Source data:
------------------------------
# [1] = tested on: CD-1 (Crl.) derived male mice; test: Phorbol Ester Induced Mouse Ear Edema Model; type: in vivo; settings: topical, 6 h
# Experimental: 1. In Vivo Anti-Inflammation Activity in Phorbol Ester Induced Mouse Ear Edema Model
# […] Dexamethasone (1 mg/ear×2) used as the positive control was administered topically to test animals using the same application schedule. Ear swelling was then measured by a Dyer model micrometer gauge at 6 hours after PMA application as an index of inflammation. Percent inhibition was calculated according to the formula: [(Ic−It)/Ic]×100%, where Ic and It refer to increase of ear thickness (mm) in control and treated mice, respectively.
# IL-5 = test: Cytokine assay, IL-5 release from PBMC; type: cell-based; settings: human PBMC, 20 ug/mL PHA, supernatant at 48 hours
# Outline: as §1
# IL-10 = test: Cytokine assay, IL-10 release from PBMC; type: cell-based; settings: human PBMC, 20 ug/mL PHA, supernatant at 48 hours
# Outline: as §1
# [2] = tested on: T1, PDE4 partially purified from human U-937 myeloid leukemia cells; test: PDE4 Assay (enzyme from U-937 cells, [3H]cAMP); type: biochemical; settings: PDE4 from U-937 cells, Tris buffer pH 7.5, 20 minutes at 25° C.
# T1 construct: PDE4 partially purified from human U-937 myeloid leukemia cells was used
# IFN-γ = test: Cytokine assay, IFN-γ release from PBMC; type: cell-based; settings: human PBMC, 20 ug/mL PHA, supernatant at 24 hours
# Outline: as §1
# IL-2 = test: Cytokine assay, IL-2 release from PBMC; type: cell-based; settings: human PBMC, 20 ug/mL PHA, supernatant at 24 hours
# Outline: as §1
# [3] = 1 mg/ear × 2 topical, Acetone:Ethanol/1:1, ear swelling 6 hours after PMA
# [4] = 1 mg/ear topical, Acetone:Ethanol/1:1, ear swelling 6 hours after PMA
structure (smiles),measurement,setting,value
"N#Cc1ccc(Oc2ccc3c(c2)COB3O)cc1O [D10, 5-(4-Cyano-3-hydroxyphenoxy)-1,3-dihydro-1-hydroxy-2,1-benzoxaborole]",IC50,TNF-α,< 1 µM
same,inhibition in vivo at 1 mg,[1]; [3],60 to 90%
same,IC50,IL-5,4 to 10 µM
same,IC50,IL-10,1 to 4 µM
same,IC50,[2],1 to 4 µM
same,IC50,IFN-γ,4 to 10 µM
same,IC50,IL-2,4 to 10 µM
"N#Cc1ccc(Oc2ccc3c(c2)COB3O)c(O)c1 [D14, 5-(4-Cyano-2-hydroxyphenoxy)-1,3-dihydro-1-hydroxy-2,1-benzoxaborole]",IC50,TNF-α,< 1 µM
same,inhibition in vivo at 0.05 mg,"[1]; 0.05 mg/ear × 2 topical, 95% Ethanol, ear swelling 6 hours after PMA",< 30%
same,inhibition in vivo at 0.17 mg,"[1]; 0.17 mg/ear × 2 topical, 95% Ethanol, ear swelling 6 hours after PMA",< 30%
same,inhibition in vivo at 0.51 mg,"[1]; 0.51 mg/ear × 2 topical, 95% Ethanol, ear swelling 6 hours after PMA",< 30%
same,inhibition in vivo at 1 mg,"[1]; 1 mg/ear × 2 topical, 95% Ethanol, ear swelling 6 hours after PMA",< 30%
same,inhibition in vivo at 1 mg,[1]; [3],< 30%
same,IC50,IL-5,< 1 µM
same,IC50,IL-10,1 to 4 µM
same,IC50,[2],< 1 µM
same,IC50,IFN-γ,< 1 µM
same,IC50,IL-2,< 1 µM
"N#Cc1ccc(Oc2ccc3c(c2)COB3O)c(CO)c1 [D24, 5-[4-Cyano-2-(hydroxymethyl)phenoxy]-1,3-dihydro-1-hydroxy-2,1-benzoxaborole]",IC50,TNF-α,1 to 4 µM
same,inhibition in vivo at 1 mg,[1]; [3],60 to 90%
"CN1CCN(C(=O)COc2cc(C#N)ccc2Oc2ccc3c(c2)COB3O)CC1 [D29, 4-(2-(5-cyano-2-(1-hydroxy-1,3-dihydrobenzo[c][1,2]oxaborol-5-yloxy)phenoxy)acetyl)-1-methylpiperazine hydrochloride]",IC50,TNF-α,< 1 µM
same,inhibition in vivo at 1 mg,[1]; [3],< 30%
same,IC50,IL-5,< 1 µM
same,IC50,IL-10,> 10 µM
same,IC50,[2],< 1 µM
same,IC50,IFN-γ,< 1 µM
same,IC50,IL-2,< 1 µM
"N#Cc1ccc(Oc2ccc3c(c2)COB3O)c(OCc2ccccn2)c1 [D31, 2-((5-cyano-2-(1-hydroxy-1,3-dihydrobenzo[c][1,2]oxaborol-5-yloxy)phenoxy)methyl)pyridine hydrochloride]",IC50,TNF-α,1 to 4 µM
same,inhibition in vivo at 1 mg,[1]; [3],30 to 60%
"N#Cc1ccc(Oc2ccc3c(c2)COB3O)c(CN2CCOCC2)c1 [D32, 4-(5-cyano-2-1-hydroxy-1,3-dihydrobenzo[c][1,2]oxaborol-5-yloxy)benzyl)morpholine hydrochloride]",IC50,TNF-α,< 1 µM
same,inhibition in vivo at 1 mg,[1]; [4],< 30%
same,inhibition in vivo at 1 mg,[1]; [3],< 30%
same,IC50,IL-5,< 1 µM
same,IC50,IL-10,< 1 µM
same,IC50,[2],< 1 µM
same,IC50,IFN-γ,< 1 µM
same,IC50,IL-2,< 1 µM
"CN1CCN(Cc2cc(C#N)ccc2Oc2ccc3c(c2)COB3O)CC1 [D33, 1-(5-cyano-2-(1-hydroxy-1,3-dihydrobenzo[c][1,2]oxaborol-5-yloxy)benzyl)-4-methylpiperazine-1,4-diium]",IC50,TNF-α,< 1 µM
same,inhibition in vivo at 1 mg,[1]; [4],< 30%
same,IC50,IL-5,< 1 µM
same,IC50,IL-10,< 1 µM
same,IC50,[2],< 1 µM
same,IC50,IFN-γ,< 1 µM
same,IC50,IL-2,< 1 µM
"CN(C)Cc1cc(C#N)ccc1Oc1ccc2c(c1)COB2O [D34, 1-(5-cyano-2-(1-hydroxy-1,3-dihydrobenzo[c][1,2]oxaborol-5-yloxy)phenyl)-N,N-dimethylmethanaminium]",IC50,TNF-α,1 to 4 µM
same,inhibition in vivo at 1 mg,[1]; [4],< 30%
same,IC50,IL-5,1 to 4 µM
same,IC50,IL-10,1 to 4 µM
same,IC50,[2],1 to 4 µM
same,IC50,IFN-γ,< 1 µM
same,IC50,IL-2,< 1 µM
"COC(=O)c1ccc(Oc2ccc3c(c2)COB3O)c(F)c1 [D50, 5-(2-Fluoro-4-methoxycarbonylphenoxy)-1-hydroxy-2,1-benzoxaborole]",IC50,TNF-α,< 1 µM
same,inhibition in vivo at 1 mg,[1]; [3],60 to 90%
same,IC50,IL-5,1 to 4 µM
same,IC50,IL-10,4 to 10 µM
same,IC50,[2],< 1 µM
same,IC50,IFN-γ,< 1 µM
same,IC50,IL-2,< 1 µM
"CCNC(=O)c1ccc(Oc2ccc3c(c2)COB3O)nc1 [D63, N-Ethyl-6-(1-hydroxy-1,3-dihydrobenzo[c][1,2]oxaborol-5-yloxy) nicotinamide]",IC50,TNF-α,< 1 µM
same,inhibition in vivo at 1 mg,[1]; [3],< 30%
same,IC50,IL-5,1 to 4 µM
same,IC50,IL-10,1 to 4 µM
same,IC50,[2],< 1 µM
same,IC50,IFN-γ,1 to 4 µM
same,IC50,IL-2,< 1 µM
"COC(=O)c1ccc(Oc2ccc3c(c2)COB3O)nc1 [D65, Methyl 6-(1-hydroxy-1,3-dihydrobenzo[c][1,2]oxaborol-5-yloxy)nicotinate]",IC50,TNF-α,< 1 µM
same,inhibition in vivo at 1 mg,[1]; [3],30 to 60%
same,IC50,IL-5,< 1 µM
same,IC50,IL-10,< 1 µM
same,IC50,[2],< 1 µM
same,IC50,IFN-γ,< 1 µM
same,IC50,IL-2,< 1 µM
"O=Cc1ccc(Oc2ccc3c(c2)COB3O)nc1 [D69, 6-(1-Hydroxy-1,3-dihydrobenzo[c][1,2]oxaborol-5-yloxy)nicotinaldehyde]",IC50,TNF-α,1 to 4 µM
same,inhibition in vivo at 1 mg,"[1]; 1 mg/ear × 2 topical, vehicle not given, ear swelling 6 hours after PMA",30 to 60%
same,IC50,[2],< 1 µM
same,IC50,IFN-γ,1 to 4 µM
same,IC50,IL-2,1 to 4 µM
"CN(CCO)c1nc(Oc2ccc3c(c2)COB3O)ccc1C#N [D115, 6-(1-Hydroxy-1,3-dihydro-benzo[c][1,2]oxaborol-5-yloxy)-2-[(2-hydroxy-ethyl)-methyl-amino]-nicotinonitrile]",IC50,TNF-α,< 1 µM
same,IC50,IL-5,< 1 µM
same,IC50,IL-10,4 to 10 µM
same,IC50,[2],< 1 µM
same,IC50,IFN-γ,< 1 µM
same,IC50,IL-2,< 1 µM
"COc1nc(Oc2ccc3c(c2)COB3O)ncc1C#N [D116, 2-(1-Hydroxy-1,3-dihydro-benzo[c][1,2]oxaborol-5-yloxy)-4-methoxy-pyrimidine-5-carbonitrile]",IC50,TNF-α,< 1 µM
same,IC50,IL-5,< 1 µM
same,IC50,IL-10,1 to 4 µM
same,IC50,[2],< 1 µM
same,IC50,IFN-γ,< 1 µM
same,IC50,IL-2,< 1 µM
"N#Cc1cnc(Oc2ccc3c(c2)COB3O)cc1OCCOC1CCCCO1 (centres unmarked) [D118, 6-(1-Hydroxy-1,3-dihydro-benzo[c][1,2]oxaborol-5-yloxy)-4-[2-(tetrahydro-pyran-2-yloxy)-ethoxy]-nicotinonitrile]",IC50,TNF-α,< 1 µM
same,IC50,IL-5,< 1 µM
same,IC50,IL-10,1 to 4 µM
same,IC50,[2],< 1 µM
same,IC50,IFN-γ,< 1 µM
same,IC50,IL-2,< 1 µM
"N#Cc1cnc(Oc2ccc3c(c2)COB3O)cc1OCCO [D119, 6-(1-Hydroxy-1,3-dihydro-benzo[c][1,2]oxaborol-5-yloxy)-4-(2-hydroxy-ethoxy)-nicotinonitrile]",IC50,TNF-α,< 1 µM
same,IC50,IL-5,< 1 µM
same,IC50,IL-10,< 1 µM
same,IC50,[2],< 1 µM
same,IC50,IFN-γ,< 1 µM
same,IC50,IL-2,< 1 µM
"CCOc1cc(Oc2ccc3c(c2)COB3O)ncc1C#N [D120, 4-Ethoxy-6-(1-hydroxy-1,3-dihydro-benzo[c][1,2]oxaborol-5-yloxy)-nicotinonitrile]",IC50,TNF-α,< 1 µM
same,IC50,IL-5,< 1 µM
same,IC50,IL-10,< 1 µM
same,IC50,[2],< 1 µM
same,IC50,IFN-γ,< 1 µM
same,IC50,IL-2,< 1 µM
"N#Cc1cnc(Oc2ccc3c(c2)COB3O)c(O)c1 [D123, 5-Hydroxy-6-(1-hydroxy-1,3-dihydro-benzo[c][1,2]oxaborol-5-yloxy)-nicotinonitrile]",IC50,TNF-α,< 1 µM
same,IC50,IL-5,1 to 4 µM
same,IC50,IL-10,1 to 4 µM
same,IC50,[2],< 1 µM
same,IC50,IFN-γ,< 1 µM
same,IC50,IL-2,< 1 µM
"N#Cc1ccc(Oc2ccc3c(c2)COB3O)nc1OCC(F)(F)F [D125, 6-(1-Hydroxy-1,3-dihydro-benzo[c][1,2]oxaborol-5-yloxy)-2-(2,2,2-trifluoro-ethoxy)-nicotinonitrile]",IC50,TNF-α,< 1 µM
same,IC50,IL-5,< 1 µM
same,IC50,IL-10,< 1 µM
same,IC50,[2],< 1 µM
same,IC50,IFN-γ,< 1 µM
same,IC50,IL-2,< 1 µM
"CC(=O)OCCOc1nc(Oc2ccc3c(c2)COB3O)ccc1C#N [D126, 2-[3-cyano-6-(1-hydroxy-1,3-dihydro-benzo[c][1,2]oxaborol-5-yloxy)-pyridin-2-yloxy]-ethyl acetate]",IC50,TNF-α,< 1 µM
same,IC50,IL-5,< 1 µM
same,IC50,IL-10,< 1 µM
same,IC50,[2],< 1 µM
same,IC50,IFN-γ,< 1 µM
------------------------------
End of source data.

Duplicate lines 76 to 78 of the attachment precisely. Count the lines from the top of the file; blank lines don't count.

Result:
same,inhibition in vivo at 1 mg,[1]; [3],< 30%
same,IC50,IL-5,1 to 4 µM
same,IC50,IL-10,1 to 4 µM